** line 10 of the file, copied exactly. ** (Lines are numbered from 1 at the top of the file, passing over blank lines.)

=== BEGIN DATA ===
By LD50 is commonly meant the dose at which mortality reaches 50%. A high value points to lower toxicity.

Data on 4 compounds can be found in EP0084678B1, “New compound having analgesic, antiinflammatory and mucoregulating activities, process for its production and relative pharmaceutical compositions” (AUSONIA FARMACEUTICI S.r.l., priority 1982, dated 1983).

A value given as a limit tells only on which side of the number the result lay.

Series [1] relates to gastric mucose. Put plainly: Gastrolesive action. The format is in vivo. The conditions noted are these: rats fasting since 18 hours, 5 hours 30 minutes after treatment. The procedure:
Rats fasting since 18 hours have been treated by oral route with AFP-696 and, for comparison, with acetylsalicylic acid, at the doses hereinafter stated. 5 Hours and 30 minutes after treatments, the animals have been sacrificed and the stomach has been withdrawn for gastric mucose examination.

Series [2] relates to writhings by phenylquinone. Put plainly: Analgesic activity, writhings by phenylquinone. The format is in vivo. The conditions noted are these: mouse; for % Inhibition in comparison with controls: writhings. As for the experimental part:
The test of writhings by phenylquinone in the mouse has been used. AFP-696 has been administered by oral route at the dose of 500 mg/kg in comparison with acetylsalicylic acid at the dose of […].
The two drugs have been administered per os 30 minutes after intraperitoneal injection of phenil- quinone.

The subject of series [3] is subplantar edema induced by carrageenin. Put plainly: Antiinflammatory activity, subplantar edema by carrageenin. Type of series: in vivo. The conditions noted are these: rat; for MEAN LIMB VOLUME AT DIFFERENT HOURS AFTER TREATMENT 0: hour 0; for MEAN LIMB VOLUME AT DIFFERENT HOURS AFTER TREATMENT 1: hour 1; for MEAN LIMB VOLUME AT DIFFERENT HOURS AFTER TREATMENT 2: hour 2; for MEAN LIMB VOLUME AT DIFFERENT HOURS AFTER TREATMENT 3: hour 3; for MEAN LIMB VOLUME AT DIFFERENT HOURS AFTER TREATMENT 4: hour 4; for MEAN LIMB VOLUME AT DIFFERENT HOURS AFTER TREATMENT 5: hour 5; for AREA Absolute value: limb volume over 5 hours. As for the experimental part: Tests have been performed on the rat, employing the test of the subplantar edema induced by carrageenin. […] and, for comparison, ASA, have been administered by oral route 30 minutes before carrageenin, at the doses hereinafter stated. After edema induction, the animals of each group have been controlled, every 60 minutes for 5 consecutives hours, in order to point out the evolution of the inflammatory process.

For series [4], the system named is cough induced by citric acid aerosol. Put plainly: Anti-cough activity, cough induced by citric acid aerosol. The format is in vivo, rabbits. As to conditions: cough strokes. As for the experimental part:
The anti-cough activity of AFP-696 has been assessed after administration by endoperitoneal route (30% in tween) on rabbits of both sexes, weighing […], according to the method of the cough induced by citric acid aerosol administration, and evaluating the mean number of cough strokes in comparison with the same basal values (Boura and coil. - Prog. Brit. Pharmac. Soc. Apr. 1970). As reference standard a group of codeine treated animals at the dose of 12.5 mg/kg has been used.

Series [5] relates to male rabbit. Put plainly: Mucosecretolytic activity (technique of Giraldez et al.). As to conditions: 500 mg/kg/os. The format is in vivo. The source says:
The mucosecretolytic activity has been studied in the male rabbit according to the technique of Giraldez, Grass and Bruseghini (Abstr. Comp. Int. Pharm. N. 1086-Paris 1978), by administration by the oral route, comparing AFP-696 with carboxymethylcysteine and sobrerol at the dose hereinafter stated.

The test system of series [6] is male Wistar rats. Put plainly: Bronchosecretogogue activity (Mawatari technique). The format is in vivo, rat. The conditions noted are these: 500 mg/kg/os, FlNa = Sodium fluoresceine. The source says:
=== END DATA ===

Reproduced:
For series [4], the system named is cough induced by citric acid aerosol. Put plainly: Anti-cough activity, cough induced by citric acid aerosol. The format is in vivo, rabbits. As to conditions: cough strokes. As for the experimental part: